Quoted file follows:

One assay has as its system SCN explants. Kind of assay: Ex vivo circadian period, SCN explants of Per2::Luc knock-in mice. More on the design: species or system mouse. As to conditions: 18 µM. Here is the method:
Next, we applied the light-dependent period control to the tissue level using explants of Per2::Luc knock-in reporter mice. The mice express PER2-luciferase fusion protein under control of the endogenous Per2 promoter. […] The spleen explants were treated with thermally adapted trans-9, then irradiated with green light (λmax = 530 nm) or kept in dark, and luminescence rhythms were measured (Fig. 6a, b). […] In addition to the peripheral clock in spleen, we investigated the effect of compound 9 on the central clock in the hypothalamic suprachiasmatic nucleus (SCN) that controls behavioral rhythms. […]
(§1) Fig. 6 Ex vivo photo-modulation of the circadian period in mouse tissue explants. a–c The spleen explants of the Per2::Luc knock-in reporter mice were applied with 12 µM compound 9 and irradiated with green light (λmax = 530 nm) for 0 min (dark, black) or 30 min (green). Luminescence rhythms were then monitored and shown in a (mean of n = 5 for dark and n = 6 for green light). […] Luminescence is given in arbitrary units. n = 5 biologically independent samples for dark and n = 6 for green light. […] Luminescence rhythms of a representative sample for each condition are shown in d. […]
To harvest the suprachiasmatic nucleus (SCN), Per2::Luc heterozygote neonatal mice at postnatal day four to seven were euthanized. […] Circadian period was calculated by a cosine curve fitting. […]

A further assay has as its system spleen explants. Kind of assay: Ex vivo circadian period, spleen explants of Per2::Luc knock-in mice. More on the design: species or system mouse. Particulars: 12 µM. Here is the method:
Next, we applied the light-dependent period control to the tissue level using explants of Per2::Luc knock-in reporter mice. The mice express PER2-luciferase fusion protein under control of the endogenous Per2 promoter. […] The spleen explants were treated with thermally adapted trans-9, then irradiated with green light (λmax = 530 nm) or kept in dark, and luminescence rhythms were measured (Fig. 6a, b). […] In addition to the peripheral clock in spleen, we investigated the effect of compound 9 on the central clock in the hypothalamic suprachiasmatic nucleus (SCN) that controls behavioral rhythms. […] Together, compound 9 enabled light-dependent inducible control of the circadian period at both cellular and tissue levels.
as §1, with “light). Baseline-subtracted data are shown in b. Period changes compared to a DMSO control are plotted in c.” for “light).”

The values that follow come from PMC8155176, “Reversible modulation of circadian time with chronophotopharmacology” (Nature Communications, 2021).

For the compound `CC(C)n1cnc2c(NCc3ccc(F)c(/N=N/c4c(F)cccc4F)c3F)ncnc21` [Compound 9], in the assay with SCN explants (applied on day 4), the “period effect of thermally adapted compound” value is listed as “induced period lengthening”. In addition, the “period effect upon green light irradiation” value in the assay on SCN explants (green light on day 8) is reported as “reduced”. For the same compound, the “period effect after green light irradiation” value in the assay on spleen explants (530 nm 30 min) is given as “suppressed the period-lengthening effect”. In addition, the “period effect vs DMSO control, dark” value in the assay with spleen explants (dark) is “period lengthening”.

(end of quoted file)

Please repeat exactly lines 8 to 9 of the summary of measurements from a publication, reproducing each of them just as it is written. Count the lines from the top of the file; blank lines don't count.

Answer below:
The values that follow come from PMC8155176, “Reversible modulation of circadian time with chronophotopharmacology” (Nature Communications, 2021).

For the compound `CC(C)n1cnc2c(NCc3ccc(F)c(/N=N/c4c(F)cccc4F)c3F)ncnc21` [Compound 9], in the assay with SCN explants (applied on day 4), the “period effect of thermally adapted compound” value is listed as “induced period lengthening”. In addition, the “period effect upon green light irradiation” value in the assay on SCN explants (green light on day 8) is reported as “reduced”. For the same compound, the “period effect after green light irradiation” value in the assay on spleen explants (530 nm 30 min) is given as “suppressed the period-lengthening effect”. In addition, the “period effect vs DMSO control, dark” value in the assay with spleen explants (dark) is “period lengthening”.